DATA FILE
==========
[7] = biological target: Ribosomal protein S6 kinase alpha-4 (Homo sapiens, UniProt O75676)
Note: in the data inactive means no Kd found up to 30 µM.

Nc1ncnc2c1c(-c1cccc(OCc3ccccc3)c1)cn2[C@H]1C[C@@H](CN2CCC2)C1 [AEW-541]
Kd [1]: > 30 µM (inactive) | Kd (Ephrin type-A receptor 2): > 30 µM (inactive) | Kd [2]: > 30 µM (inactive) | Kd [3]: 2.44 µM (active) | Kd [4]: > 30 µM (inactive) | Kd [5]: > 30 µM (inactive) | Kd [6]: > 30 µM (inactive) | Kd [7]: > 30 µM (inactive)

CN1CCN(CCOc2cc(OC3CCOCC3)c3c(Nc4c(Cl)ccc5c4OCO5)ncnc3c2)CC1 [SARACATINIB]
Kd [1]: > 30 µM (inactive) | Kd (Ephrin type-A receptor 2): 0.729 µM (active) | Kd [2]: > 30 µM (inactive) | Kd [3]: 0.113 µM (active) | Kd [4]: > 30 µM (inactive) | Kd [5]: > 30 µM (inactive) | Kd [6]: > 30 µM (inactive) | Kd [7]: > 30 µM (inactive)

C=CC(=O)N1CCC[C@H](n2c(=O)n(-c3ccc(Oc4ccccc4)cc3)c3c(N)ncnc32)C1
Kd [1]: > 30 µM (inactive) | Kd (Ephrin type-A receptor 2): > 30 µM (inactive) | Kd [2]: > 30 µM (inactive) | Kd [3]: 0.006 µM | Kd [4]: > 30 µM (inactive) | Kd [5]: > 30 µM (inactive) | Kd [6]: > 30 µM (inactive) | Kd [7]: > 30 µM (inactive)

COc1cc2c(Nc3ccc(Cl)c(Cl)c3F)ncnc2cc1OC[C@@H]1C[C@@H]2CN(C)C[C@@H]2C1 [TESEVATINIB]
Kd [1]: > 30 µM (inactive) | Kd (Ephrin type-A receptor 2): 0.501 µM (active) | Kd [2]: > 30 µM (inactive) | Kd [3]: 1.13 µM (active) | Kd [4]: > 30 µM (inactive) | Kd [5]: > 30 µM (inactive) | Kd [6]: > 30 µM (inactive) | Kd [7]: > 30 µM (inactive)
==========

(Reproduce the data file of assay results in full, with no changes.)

[7] = biological target: Ribosomal protein S6 kinase alpha-4 (Homo sapiens, UniProt O75676)
Note: in the data inactive means no Kd found up to 30 µM.

Nc1ncnc2c1c(-c1cccc(OCc3ccccc3)c1)cn2[C@H]1C[C@@H](CN2CCC2)C1 [AEW-541]
Kd [1]: > 30 µM (inactive) | Kd (Ephrin type-A receptor 2): > 30 µM (inactive) | Kd [2]: > 30 µM (inactive) | Kd [3]: 2.44 µM (active) | Kd [4]: > 30 µM (inactive) | Kd [5]: > 30 µM (inactive) | Kd [6]: > 30 µM (inactive) | Kd [7]: > 30 µM (inactive)

CN1CCN(CCOc2cc(OC3CCOCC3)c3c(Nc4c(Cl)ccc5c4OCO5)ncnc3c2)CC1 [SARACATINIB]
Kd [1]: > 30 µM (inactive) | Kd (Ephrin type-A receptor 2): 0.729 µM (active) | Kd [2]: > 30 µM (inactive) | Kd [3]: 0.113 µM (active) | Kd [4]: > 30 µM (inactive) | Kd [5]: > 30 µM (inactive) | Kd [6]: > 30 µM (inactive) | Kd [7]: > 30 µM (inactive)

C=CC(=O)N1CCC[C@H](n2c(=O)n(-c3ccc(Oc4ccccc4)cc3)c3c(N)ncnc32)C1
Kd [1]: > 30 µM (inactive) | Kd (Ephrin type-A receptor 2): > 30 µM (inactive) | Kd [2]: > 30 µM (inactive) | Kd [3]: 0.006 µM | Kd [4]: > 30 µM (inactive) | Kd [5]: > 30 µM (inactive) | Kd [6]: > 30 µM (inactive) | Kd [7]: > 30 µM (inactive)

COc1cc2c(Nc3ccc(Cl)c(Cl)c3F)ncnc2cc1OC[C@@H]1C[C@@H]2CN(C)C[C@@H]2C1 [TESEVATINIB]
Kd [1]: > 30 µM (inactive) | Kd (Ephrin type-A receptor 2): 0.501 µM (active) | Kd [2]: > 30 µM (inactive) | Kd [3]: 1.13 µM (active) | Kd [4]: > 30 µM (inactive) | Kd [5]: > 30 µM (inactive) | Kd [6]: > 30 µM (inactive) | Kd [7]: > 30 µM (inactive)